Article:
CINCINNATI, OH – Skanska and Cincinnati Public Radio (CPR) broke ground today on the highly anticipated Cincinnati Public Radio Headquarters. Once complete, the new HQ will be the first two-story mass timber building in the Midwest and the first of its kind in Cincinnati.
The $32 million, 35,000-square-foot building will feature two on-air studios, two interview studios, one performance studio, 11,000 square feet of office space and a public gathering area. The building is set to open Winter of 2024.
The new CPR HQ will serve as a beacon of innovation, housing cutting-edge technologies and sustainable construction methods, with a particular focus on the utilization of Cross Laminated Timber. The entire column and beam structure, second floor, roof structure, as well as a selection of interior shear walls and exterior perimeter walls will be made from mass timber.
"Skanska shares an environmental consciousness with Cincinnati Public Radio, and as the first mass timber building in Cincinnati, this project takes sustainability to the next level,” said Chris Hopper, Skanska vice president and general manager in Ohio. “We have worked closely on this project with Cincinnati Public Radio for five years, and throughout we we both stuck to the core belief of the importance of developing a sustainable building."
As the demand for environmentally responsible and sustainable construction practices continues to rise, Skanska has positioned itself as a leader in the mass timber movement.
“Mass timber projects are gaining traction throughout the country, including the heartland,” said Dean Lewis, director of mass timber and prefabrication at Skanska. “While most mass timber projects are hybrids in which the lateral system is comprised of steel or concrete, this project’s lateral system is composed of cross-laminated timber shear walls, making it an almost completely mass timber superstructure. I look forward to seeing more mass timber projects in the Midwest, as cities aim to build healthier, more sustainable built environments.”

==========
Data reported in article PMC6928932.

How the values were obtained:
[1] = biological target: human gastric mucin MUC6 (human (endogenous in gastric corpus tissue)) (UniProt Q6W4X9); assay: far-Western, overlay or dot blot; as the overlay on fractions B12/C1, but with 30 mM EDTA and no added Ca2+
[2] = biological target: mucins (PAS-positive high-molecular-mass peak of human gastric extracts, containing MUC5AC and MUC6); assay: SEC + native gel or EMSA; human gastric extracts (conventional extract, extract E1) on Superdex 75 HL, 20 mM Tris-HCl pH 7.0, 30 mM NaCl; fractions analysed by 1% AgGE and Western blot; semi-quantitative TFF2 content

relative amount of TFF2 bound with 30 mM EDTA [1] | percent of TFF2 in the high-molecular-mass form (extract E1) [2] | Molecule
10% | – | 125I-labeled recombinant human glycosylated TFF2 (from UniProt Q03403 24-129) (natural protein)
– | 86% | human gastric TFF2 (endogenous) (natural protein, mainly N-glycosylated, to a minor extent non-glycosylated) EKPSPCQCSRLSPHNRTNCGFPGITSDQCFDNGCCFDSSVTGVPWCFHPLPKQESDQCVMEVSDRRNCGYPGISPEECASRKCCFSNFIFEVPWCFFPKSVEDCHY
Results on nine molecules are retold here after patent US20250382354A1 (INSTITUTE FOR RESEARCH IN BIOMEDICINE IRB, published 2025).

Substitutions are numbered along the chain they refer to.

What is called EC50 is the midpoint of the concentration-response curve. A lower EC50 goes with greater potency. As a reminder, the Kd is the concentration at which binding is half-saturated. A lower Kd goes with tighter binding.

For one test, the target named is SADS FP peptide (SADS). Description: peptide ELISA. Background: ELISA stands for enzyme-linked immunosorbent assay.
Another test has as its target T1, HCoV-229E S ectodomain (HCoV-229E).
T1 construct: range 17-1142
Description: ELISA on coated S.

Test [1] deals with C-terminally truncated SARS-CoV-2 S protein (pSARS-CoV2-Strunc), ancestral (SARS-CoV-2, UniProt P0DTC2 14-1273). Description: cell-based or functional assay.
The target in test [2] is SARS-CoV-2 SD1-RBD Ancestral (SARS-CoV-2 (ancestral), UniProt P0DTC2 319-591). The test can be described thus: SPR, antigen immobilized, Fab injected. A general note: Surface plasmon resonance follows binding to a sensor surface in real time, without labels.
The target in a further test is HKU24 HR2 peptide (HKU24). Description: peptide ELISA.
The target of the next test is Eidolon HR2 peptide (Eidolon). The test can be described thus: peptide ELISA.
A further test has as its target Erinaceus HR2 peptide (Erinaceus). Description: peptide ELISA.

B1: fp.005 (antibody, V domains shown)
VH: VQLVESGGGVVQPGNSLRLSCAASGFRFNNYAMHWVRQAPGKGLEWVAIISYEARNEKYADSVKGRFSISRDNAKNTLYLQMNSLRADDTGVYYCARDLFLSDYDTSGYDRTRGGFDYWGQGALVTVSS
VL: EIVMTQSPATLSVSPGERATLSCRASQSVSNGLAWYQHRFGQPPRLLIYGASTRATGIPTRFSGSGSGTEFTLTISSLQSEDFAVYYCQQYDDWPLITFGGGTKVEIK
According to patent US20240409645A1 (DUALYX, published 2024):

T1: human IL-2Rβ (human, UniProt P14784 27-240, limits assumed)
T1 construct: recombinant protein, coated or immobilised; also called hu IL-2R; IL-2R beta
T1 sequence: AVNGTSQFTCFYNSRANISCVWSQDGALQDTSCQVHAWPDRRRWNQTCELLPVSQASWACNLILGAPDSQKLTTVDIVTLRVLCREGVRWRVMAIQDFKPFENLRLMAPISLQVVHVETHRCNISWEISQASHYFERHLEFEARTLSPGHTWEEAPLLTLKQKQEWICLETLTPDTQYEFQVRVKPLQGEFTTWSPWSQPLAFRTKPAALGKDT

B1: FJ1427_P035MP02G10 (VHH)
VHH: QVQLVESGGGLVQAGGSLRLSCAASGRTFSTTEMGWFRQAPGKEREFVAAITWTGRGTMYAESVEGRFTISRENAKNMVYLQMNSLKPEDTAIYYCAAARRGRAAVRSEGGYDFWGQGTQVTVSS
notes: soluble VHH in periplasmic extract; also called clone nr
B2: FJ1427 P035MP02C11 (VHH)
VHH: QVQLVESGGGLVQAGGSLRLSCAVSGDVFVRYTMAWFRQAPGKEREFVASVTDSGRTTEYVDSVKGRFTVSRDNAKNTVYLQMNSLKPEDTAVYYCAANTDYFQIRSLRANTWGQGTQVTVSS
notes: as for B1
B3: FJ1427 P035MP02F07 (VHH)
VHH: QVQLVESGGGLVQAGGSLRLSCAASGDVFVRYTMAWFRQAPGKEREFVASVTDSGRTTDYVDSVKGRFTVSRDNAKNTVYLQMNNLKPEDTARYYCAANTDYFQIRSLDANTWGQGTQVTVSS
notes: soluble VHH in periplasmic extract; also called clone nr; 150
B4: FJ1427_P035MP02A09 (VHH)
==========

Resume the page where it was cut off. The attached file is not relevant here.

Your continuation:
Combating climate change by reducing carbon emissions is a critical focus area for industries and companies across the world—and Skanska is no different. Skanska has a target of net-zero carbon by 2045, and the forestry and timber industry is a key part of our environmental and industrial heritage and a vital part of our-low carbon future. Mass timber also offers numerous environmental advantages, including reduced carbon emissions, increased energy efficiency, and the use of renewable resources.
"The Cincinnati Public Radio headquarters project is an example of Skanska's commitment to working with nonprofits and being part of the community.” added Hopper.